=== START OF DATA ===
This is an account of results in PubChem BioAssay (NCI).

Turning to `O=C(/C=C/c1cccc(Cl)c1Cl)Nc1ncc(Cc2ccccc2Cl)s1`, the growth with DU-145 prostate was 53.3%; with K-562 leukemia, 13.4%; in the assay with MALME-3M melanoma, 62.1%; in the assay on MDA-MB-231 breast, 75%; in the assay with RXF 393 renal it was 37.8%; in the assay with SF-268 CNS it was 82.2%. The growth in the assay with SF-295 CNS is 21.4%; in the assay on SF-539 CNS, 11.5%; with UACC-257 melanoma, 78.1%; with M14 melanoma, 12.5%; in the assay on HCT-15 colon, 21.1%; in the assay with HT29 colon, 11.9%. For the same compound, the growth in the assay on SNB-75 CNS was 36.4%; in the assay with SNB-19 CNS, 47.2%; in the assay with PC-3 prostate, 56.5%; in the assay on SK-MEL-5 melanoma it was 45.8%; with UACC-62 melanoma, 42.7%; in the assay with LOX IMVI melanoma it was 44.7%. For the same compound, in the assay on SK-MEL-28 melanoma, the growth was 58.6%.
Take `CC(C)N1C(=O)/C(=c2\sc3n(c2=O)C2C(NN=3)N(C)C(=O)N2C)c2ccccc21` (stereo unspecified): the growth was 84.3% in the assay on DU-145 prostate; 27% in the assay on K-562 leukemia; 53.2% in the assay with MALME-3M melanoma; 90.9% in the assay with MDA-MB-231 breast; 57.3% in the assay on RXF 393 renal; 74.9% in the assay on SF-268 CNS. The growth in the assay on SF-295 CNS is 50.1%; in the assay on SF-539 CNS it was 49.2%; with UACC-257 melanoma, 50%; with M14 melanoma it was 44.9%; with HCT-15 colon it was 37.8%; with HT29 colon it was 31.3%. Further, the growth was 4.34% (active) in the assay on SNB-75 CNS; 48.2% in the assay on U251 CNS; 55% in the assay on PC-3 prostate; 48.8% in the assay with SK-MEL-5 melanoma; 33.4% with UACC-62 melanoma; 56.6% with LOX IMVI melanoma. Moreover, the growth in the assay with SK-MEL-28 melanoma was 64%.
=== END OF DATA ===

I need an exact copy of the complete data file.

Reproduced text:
This is an account of results in PubChem BioAssay (NCI).

Turning to `O=C(/C=C/c1cccc(Cl)c1Cl)Nc1ncc(Cc2ccccc2Cl)s1`, the growth with DU-145 prostate was 53.3%; with K-562 leukemia, 13.4%; in the assay with MALME-3M melanoma, 62.1%; in the assay on MDA-MB-231 breast, 75%; in the assay with RXF 393 renal it was 37.8%; in the assay with SF-268 CNS it was 82.2%. The growth in the assay with SF-295 CNS is 21.4%; in the assay on SF-539 CNS, 11.5%; with UACC-257 melanoma, 78.1%; with M14 melanoma, 12.5%; in the assay on HCT-15 colon, 21.1%; in the assay with HT29 colon, 11.9%. For the same compound, the growth in the assay on SNB-75 CNS was 36.4%; in the assay with SNB-19 CNS, 47.2%; in the assay with PC-3 prostate, 56.5%; in the assay on SK-MEL-5 melanoma it was 45.8%; with UACC-62 melanoma, 42.7%; in the assay with LOX IMVI melanoma it was 44.7%. For the same compound, in the assay on SK-MEL-28 melanoma, the growth was 58.6%.
Take `CC(C)N1C(=O)/C(=c2\sc3n(c2=O)C2C(NN=3)N(C)C(=O)N2C)c2ccccc21` (stereo unspecified): the growth was 84.3% in the assay on DU-145 prostate; 27% in the assay on K-562 leukemia; 53.2% in the assay with MALME-3M melanoma; 90.9% in the assay with MDA-MB-231 breast; 57.3% in the assay on RXF 393 renal; 74.9% in the assay on SF-268 CNS. The growth in the assay on SF-295 CNS is 50.1%; in the assay on SF-539 CNS it was 49.2%; with UACC-257 melanoma, 50%; with M14 melanoma it was 44.9%; with HCT-15 colon it was 37.8%; with HT29 colon it was 31.3%. Further, the growth was 4.34% (active) in the assay on SNB-75 CNS; 48.2% in the assay on U251 CNS; 55% in the assay on PC-3 prostate; 48.8% in the assay with SK-MEL-5 melanoma; 33.4% with UACC-62 melanoma; 56.6% with LOX IMVI melanoma. Moreover, the growth in the assay with SK-MEL-28 melanoma was 64%.